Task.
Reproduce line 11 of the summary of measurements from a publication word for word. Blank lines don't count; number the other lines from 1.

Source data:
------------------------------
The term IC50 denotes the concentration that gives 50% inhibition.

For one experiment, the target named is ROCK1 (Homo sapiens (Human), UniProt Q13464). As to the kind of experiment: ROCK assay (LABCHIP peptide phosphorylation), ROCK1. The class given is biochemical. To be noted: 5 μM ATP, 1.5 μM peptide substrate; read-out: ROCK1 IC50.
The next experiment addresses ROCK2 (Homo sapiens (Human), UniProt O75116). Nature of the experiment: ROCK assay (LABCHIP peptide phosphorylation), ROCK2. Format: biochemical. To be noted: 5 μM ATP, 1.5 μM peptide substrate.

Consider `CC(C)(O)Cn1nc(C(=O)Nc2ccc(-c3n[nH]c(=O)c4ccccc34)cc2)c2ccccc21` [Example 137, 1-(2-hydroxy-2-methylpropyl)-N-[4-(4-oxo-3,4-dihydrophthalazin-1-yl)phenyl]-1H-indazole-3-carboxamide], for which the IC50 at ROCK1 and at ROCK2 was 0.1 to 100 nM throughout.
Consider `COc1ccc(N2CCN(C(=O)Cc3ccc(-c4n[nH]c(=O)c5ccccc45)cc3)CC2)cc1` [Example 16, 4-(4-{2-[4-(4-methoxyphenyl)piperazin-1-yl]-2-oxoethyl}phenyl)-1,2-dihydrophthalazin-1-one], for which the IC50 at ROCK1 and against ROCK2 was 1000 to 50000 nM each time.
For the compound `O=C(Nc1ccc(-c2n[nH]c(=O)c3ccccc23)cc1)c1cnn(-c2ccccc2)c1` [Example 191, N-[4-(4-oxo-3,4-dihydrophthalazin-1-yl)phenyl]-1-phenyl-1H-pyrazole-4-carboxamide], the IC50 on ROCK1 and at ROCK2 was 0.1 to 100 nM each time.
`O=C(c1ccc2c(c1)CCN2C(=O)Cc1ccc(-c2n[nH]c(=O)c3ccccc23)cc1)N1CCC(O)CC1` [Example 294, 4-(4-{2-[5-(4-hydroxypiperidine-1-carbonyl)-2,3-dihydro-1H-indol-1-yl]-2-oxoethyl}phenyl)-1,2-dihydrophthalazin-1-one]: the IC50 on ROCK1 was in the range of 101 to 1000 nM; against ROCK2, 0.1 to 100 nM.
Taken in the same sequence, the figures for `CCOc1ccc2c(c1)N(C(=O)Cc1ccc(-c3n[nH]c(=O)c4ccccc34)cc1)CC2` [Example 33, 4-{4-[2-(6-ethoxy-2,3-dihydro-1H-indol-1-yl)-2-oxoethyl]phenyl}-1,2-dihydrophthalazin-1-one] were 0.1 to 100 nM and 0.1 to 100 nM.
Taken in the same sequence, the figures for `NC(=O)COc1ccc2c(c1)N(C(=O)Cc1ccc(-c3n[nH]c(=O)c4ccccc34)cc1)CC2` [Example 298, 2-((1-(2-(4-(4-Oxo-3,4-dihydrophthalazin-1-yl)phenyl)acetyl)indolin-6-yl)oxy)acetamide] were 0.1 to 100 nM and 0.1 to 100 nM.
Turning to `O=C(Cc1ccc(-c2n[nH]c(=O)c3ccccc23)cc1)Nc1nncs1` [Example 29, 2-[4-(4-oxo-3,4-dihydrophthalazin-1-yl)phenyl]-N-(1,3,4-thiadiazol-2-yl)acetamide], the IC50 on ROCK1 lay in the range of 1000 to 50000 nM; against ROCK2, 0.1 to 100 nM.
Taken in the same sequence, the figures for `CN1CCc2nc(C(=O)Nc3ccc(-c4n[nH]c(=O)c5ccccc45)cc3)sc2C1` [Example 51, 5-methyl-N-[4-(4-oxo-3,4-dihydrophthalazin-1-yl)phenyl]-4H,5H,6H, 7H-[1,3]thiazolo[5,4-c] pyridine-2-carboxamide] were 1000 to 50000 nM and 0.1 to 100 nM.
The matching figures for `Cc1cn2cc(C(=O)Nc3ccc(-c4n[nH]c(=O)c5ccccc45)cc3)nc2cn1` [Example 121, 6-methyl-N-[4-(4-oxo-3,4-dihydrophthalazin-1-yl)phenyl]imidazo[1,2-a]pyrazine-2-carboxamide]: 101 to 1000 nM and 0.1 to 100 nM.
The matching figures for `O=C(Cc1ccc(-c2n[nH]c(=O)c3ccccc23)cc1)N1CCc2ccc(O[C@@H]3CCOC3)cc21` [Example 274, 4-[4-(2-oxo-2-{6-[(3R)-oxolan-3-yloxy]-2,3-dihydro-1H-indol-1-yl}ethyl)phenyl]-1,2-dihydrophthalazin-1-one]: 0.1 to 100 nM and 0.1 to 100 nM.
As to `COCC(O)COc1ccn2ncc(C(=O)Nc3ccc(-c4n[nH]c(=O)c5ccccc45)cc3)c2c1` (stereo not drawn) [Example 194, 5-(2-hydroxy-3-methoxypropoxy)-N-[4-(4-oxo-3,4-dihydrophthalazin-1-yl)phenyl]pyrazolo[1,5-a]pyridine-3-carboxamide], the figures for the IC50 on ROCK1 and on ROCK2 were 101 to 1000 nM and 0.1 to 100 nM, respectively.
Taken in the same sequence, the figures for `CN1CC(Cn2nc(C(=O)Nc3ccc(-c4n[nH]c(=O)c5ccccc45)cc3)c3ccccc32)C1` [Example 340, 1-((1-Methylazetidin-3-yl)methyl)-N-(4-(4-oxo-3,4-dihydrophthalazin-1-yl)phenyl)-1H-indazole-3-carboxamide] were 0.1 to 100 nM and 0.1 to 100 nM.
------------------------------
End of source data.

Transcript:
Taken in the same sequence, the figures for `CN1CCc2nc(C(=O)Nc3ccc(-c4n[nH]c(=O)c5ccccc45)cc3)sc2C1` [Example 51, 5-methyl-N-[4-(4-oxo-3,4-dihydrophthalazin-1-yl)phenyl]-4H,5H,6H, 7H-[1,3]thiazolo[5,4-c] pyridine-2-carboxamide] were 1000 to 50000 nM and 0.1 to 100 nM.